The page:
We humans often consider ourselves the dominant species on the planet, and therefore believe we are in charge of everything. But in reality, we are just one animal, and a rather nonessential one at that. Compared to the insects whose activities allow the plant world to flourish, or to the great whales and sharks who sustain the marine food chain, we do very little keep the web of life going. In fact we are the ones destroying the web of life, by viewing ourselves as separate to it rather than part of it.
In Gaia’s quest to redress the balance, it’s possible humanity might not make the cut.
For this reason, environmentalism is a humanitarian issue. As Gaia changes and we see more extreme weather events, such as storms, droughts and floods, the human price gets higher. But it is not often the developed world that pays this price. Too often it is the world’s poorest people who suffer. Without the means to escape or avoid these events, they are the ones starving in droughts or losing their children to floods and storms.
It is cruelly ironic that many nations who have contributed the least to climate change are the first to suffer the effects of it.
Furthermore, in our blind race towards the obliteration of our own species, we are taking out hundreds of thousands of other species as well. We are now losing animals and plants faster than we are discovering them and thousands of species are now becoming extinct each year. The Worldwide Fund for Nature estimates that the numbers are, in fact, closer to between 200 and 10,000 species every year.
We are in the midst of the 6th great extinction event in geological history, and while it would be nice to believe that the current rate of climate change is natural, the evidence overwhelmingly suggests that it is not. It is human activity that has caused this crisis. Non-human animals evolved and existed in nature for millions of years until humans began to interfere with Gaia’s natural cycles; to wipe out a large portion of her biodiversity simply because of our own wilful ignorance and refusal to change is both unethical and arrogant.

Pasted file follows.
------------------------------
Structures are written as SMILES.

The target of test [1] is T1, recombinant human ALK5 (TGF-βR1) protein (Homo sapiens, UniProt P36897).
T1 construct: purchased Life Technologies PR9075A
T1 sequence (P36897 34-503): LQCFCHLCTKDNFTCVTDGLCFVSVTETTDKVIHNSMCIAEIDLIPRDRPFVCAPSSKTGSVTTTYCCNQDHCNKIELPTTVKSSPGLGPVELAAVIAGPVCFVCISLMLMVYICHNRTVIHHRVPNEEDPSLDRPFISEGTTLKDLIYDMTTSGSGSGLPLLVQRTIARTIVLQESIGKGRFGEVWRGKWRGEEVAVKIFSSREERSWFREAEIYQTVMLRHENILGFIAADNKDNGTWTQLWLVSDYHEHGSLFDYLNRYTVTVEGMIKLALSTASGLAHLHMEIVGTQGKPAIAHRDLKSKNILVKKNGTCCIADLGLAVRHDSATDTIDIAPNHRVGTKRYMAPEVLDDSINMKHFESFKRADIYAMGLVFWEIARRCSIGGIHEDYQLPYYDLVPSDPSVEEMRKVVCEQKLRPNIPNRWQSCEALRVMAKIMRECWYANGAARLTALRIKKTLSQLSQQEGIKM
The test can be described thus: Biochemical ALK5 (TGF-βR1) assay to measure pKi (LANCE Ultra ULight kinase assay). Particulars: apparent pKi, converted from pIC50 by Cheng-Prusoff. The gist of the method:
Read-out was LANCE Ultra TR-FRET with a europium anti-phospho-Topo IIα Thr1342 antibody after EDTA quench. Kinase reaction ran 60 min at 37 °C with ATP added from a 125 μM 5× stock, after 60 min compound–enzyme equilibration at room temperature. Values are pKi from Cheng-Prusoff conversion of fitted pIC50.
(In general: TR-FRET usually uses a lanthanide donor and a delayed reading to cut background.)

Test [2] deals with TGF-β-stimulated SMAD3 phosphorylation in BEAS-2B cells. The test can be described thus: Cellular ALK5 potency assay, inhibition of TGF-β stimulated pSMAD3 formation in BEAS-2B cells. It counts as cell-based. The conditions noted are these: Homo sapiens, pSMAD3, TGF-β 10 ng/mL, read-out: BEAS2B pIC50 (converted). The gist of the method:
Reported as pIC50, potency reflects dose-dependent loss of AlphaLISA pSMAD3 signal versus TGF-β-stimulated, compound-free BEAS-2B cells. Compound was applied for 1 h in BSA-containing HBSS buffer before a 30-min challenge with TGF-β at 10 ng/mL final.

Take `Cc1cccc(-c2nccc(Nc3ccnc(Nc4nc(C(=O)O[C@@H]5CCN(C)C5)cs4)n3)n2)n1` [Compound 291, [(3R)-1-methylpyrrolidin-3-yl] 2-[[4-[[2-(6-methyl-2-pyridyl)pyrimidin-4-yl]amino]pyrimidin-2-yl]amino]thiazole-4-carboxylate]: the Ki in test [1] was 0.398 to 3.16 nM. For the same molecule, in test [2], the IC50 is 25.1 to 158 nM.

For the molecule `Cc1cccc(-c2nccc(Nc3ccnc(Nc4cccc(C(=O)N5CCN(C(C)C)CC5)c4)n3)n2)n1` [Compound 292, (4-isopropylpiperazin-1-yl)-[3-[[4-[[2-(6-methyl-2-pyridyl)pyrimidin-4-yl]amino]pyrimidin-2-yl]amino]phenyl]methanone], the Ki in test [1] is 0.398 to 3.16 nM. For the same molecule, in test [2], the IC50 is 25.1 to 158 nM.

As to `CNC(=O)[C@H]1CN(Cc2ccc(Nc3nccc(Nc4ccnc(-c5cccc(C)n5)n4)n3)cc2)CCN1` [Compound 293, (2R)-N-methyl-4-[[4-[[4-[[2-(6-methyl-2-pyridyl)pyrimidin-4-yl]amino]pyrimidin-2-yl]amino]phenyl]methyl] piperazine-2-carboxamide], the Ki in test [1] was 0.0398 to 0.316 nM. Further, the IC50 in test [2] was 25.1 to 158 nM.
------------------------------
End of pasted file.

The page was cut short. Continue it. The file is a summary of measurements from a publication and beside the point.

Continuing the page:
In 100,000 years Gaia will still be here – but will we? Will the animals?
So yes, absolutely we are in a race against time. But it is not a race to save Gaia; it is a race to save ourselves. It is a race to save the animals and plants who share this beautiful planet with us. We do not own Mother Earth – she owns us, and we are just one of her many children. We are far less important than we like to tell ourselves, and although humans have created many beautiful and impressive things over the course of our existence, this does not give us the right to dominate and destroy everything around us.
Once we come to this realisation and develop a greater respect for Gaia, we will undoubtedly step more lightly upon her. We will live gentler, more responsible, more conscious, more ethical lives. After all, if we really are such an intelligent and moral species, as so many of us claim that we are, can we not find the strength to collectively do what is right, and stop harming the only home we have?
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Consider Also: Vegan For The Planet